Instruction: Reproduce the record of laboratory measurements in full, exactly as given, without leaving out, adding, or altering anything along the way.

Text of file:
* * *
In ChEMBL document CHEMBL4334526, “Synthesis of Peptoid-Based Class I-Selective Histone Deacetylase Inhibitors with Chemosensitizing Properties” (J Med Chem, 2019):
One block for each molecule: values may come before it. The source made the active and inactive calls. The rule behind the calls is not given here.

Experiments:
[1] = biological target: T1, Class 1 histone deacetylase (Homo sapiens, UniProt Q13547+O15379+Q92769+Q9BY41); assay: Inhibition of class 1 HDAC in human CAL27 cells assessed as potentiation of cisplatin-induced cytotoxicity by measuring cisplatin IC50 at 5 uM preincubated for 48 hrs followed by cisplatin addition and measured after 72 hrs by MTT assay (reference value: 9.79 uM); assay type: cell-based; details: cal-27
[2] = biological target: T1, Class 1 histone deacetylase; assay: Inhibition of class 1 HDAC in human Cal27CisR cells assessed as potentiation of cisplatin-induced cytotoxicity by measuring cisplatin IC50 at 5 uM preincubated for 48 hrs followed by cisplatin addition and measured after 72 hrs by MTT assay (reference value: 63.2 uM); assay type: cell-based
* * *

In ChEMBL document CHEMBL4334526, “Synthesis of Peptoid-Based Class I-Selective Histone Deacetylase Inhibitors with Chemosensitizing Properties” (J Med Chem, 2019):
One block for each molecule: values may come before it. The source made the active and inactive calls. The rule behind the calls is not given here.

Experiments:
[1] = biological target: T1, Class 1 histone deacetylase (Homo sapiens, UniProt Q13547+O15379+Q92769+Q9BY41); assay: Inhibition of class 1 HDAC in human CAL27 cells assessed as potentiation of cisplatin-induced cytotoxicity by measuring cisplatin IC50 at 5 uM preincubated for 48 hrs followed by cisplatin addition and measured after 72 hrs by MTT assay (reference value: 9.79 uM); assay type: cell-based; details: cal-27
[2] = biological target: T1, Class 1 histone deacetylase; assay: Inhibition of class 1 HDAC in human Cal27CisR cells assessed as potentiation of cisplatin-induced cytotoxicity by measuring cisplatin IC50 at 5 uM preincubated for 48 hrs followed by cisplatin addition and measured after 72 hrs by MTT assay (reference value: 63.2 uM); assay type: cell-based